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Old 03-31-09, 05:42 PM   #7
AC_Hacker
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Default Drill Rig #1

The drilling rig...

I started some notes on the thread over at EcoModding you might want to look there too. At some point, I'll put everything on one thread, probably here. See the EcoModder thread:

The Homemade Heat Pump Manifesto... - Fuel Economy, Hypermiling, EcoModding News and Forum - EcoModder.com

But here's the story...

A local farmer told me that he was able to drill a 35 foot well by using 2 friends an 2 cases of beer (smart farmer).

I started by making a T-handle test drill, that used a water hose, connected by a swivel coupling.


auger-T-handle-test(small).jpg - This is my first test drill, only with a shorter piece of drill pipe, so you can see what's going on. I actually used a 6 ft. section of pipe and when the auger advanced about 5 ft., I added an additional section of pipe. I was able to advance about 13 feet in about 35 minutes. One problem I encountered was that the hose kept kinking, so I had to hold it up with one hand and I turned the auger with the other hand. So I was able to advance 13 feet with only one hand. The other, and more serious problem was that because of the high sand content of the soil, I was having cave-in problems. I didn't know what was causing it, I just knew that my auger was getting stuck and was very hard to pull out of the ground. Later I would discover that drilling mud would solve the cave-in problem.


auger-T-handle-test_upper-detail(small).jpg - This is a detail of the swivel end of the auger. The swivel adapter is not eactly the same as 3/4 pipe thread, but by loading lots of teflon tape onto the threads, I got a satisfactory seal.


auger-T-handle-test_lower-detail(small).jpg - this is a detail of the business end of the auger. The water gushes through the pipe and flushes out the drill-cuttings. I have come to understand that the water is definitely part of the tool. It contributes more to the advancement of the drill than any effort on my part.

I live at the top of an 80-foot bluff and look down at a local river. I did notice that I was hitting rocks at about 12 to 13 feet. What I didn't realize at the time, but have come to know that every well driller understands very well, is that 14,000 years ago, an ancient flood deposited about a foot of clay mixed with basalt river gravel which over fourteen millenia has consolidated in what the locals know as 'hardpan'... it's tough stuff.

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AC_Hacker's Update, Sept 6, 2009:
At the time this was written, I thought I had, indeed hit hardpan. Later work, using tools that didn't obscure the nature of the soil I was digging through, revealed that I had actually hit an area of fist-sized rocks left from a 10,000 year old geological event. I developed a tool (the "steel claw"), shown later, that enabled me to remove the rocks and advance town to a depth of 17 feet where there was very wet, coarse black sand, very good for Ground Source Heat Pump work and worth the extra digging. At that depth, I was actually able to look down boreholes and the see the hardpan layer.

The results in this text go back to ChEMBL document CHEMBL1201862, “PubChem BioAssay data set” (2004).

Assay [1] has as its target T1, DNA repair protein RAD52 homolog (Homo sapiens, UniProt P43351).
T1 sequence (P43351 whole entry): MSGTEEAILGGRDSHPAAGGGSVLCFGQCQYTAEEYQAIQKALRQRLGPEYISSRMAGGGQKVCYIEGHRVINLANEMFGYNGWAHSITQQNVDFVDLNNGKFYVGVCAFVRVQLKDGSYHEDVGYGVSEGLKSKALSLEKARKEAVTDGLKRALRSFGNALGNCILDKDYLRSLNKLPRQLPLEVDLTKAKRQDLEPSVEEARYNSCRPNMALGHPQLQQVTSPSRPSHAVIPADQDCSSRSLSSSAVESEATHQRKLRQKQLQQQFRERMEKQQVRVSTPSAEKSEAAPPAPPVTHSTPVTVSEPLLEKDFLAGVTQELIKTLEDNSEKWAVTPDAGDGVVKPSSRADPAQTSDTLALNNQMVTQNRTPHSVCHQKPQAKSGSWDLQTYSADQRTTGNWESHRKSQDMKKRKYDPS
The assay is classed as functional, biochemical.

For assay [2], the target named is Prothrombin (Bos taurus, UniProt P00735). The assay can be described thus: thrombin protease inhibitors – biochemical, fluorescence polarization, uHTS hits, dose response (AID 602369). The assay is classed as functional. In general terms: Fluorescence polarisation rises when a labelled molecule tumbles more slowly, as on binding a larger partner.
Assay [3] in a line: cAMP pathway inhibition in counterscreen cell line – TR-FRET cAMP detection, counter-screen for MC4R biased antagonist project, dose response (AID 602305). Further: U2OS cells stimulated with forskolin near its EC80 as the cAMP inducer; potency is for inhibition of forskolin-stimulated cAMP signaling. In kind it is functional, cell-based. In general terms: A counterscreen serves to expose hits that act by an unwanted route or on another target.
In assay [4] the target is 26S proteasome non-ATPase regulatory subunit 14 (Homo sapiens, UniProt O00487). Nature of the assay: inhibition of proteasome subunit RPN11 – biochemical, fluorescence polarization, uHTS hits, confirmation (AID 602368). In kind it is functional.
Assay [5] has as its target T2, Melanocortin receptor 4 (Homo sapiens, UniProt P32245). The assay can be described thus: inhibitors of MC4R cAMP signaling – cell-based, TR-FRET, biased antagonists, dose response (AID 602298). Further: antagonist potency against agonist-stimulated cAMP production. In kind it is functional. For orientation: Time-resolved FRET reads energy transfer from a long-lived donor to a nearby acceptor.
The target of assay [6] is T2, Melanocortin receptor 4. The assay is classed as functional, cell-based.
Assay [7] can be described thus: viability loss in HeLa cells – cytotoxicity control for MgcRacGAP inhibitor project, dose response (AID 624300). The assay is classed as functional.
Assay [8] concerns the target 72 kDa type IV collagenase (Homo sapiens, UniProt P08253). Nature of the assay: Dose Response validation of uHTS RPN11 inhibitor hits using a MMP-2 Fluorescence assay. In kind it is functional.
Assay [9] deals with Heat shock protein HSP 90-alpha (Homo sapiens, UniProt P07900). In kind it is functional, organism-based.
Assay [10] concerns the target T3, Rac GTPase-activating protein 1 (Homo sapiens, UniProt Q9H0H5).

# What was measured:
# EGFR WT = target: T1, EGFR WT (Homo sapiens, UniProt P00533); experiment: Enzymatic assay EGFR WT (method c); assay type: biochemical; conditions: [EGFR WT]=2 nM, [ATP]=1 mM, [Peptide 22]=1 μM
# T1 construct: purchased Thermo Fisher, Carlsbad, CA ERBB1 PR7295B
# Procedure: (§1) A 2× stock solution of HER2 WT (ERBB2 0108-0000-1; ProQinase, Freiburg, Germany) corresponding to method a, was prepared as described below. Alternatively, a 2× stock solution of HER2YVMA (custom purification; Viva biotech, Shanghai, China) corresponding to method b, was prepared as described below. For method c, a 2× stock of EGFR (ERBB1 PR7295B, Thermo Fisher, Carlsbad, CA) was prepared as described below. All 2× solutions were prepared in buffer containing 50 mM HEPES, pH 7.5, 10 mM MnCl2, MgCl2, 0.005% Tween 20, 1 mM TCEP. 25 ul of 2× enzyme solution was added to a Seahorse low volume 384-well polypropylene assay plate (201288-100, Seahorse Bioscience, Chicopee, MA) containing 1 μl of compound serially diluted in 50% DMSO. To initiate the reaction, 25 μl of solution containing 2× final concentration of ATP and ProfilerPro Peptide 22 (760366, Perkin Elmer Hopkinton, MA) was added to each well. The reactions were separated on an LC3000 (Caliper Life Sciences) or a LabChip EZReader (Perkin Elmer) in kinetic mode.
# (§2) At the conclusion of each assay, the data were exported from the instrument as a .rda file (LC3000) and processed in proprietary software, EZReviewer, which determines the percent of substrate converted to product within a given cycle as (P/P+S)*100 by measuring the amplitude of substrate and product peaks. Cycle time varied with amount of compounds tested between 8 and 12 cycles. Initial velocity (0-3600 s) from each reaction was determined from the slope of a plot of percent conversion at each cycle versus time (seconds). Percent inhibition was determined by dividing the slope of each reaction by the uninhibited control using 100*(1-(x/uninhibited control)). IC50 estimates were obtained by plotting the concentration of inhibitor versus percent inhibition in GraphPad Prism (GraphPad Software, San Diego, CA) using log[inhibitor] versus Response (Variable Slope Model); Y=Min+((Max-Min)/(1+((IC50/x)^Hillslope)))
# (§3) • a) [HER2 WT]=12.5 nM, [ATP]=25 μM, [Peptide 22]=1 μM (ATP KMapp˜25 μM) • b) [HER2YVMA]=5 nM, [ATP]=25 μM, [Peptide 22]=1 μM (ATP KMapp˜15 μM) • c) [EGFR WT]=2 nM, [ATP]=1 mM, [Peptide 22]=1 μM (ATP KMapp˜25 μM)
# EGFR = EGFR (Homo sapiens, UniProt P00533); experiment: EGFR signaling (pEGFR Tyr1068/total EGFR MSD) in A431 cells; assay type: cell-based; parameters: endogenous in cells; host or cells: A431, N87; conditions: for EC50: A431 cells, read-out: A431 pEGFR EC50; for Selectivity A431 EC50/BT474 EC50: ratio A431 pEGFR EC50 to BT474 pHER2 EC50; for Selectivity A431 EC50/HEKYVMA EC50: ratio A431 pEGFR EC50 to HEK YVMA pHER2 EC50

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You may not have anything like this where you live. In fact, a couple of blocks from here, thing might be much better, or much worse.


auger-base(small).jpg - This is the base of the gearmotor auger I put together. Based on my hand-drilling experience, I figured a small motor would do the job, so I got a 1/4 HP 25:1 permanent magnet gearmotor off ebay for $70. A 1/4 HP motor doesn't require a huge amount of structure to support and control, so fabrication was pretty easy.


auger-head(small).jpg - This is the gear motor head. I fabbed an 'L' bracket for the motor and used a 2" square tube for the vertical, and a close-fitting 2" inside receiver tube welded to the L bracket. it slides up & down well and doesn't have too much slop. You can see the hand cranked wench to raise and lower the gearmotor head. It's not optimum, but it works OK.

(By the way, I'm a terrible welder. I have a stick rig, which I have tried repeatedly to master, but it has won every time. So, I bought a crappy little wire-feed welder for $100 and it has worked wonders. Highly recommended.)

The gearmotor I chose is permanent magnet, so I can reverse the direction to unscrew pipe... very handy. I also have a bench test variac that I use to control speed. Works great.

Next post will detail the auger-head swivel... it's surprisingly important.

Best regards,

AC_Hacker
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Last edited by AC_Hacker; 09-06-09 at 11:59 AM.. Reason: AC_Hacker's Update, Sept 6, 2009
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